bibliography  historiography  Medieval  medieval_history  15thC  16thC  17thC  18thC  19thC  20thC  21stC  political_culture  political_philosophy  political_economy  political_history  politics-and-religion  political_participation  political_press  legal_history  legal_system  legal_theory  British_history  British_politics  Britain  British_Empire  British_foreign_policy  English_constitution  British_Empire-constitutional_structure  monarchy  monarchy-proprietary  monarchical_republic  limited_monarchy  Parliament  Parliamentary_supremacy  House_of_Commons  House_of_Lords  sovereignty  government-forms  governing_class  government_finance  government_officials  Scotland  Ireland  Ireland-English_exploitation  elites  elite_culture  common_law  rule_of_law  1690s  1700s  1707_Union  1680s  Glorious_Revolution  Glorious_Revolution-Scotland  English_Civil_War  Three_Kingdoms  composite_monarchies  Absolutism  ancient_constitution  religion-established  Church_of_England  Reformation  reform-legal  reform-political  elections  franchise  state-building  opposition  parties  pa 
december 2014 by dunnettreader
Derek Hirst - Bodies and Interests: Toleration and the Political Imagination in the Later 17thC | JSTOR: Huntington Library Quarterly, Vol. 70, No. 3 (September 2007), pp. 401-426
Religious fragmentation threatened the notion of a unitary body politic, and conservative Anglicans in the Restoration exploited the organic figure to excoriate dissenters. While scriptural patterns drew the godly too to that trope, its ecclesiastical implications often left them parsing uncomfortably as they urged concessions. In this article Derek Hirst argues that they were largely rescued from such parsing by the new discourse of “interest.” When the promise of trade was taking the court by storm, Independents and Presbyterians had much to gain in re-imagining the polity more pluralistically in terms of interest; Locke too was part of this process. But though the general drift is clear, partisan circumstance could occasion surprising cross-currents, in England and Ireland alike. -- Keywords body politic, religious toleration, John Owen, discourse of “interest”, John Locke -- downloaded pdf to Note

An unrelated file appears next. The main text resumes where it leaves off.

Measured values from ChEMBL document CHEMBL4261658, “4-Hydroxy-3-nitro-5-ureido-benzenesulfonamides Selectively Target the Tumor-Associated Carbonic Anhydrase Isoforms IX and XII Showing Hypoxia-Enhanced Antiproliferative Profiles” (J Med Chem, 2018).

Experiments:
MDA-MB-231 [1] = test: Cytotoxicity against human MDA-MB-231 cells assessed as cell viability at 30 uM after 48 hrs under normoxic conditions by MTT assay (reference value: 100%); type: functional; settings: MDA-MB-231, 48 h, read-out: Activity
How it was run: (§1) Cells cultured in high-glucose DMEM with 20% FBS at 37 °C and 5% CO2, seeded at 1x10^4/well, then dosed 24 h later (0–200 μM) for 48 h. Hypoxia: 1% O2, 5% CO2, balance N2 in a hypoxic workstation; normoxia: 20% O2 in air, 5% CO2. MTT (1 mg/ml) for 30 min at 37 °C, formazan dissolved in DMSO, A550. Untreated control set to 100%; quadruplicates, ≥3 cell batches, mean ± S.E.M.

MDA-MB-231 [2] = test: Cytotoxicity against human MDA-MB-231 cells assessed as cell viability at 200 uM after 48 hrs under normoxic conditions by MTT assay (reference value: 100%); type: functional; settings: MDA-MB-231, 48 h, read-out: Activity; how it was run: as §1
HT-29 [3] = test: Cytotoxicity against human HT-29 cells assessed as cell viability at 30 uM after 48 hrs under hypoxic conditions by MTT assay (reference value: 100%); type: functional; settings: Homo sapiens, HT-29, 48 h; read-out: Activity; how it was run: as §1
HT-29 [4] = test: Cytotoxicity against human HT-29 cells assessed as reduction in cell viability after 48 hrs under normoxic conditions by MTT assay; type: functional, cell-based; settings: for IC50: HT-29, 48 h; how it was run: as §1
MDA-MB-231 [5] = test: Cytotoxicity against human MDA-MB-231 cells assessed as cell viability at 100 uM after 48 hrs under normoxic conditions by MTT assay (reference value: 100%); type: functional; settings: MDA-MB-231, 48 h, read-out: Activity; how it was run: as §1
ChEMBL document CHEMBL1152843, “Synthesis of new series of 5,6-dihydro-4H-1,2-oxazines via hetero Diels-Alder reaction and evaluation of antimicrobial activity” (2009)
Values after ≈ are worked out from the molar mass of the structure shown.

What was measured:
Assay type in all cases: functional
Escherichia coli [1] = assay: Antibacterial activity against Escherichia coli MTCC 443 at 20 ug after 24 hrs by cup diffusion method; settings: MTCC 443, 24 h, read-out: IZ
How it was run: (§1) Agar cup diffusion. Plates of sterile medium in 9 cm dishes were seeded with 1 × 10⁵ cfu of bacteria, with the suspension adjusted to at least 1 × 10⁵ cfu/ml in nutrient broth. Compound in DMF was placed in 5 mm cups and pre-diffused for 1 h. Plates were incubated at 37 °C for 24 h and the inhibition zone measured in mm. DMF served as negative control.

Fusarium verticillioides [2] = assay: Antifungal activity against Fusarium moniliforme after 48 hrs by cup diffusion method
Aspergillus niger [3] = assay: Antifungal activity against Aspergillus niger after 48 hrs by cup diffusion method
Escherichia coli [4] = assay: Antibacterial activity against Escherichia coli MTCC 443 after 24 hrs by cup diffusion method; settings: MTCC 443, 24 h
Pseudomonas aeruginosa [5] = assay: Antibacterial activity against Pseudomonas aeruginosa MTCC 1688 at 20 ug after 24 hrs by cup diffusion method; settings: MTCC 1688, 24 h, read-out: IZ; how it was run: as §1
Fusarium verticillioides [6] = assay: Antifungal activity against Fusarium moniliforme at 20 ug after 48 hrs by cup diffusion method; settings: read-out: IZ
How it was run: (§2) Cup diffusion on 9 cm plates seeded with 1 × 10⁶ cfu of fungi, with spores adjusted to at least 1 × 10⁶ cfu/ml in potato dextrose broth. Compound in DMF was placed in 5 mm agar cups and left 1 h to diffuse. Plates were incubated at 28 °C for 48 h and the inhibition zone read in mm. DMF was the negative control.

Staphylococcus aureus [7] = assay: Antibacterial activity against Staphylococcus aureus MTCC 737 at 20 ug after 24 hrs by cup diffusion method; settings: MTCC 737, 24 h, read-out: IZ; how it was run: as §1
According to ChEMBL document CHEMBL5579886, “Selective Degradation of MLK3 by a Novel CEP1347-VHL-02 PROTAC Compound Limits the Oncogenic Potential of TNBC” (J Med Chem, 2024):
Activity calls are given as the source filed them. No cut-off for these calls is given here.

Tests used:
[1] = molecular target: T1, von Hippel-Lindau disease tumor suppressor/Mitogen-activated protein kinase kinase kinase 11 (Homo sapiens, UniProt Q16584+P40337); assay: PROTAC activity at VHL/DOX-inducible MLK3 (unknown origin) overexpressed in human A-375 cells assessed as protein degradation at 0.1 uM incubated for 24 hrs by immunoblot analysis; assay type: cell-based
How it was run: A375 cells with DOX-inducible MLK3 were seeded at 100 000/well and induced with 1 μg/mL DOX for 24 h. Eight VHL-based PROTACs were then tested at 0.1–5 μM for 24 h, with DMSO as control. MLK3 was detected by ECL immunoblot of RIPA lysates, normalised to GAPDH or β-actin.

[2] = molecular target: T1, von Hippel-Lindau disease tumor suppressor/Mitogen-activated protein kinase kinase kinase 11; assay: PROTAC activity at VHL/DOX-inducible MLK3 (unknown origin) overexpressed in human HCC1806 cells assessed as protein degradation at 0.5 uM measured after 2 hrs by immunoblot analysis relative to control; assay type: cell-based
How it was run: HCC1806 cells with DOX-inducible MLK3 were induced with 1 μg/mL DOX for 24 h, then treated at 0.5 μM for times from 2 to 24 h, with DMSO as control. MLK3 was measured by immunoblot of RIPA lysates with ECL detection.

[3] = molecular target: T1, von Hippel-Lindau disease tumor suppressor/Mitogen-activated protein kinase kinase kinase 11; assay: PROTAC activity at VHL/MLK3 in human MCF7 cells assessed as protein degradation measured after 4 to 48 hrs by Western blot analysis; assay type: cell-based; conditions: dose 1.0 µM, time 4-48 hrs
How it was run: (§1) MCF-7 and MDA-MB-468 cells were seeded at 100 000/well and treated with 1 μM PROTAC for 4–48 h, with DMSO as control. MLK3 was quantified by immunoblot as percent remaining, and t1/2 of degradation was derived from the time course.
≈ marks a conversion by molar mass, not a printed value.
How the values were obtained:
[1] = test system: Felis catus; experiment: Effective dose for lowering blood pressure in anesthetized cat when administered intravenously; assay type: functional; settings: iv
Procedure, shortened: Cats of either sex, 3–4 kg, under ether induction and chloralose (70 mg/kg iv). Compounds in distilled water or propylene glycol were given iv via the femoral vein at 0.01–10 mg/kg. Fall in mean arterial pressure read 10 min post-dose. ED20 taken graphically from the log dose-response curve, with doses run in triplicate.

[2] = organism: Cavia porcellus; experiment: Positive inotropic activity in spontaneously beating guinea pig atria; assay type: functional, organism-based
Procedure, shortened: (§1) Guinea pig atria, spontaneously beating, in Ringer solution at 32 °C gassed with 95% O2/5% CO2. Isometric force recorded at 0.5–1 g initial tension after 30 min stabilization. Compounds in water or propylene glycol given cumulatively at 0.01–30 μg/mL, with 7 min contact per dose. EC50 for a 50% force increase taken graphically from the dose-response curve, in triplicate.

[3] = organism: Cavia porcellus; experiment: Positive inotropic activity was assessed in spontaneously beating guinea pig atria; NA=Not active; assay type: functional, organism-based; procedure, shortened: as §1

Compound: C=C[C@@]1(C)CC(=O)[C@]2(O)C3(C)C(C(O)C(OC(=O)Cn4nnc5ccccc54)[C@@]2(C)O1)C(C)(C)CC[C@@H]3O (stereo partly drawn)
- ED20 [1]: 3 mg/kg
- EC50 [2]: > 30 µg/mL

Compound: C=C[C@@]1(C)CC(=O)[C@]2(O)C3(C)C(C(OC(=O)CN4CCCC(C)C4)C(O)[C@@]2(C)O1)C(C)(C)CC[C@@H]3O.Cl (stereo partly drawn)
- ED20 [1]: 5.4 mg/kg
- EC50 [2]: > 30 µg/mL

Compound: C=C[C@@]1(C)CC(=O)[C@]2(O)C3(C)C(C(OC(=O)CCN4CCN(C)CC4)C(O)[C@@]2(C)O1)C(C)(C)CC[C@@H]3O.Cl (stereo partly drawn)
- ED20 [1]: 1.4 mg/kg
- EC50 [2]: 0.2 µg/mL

article  jstor  17thC  British_history  British_politics  politics-and-religion  economic_history  political_economy  religious_history  religious_culture  religion-established  dissenters  High_Church  merchants  trade  Restoration  tolerance  political_philosophy  political_order  political_nation  interest-discourse  body_politic  Locke  Locke-religion  court_culture  colonialism  tariffs  Presbyterians  Independents  Ireland  Church_of_England  Anglican  Church_of_Ireland  Ulster  Catholics-Ireland  Catholics-England  downloaded  EF-add 
october 2014 by dunnettreader
Adam Marks, review - David Worthington. British and Irish Experiences and Impressions of Central Europe, c. 1560–1688 | H-Net Reviews February 2013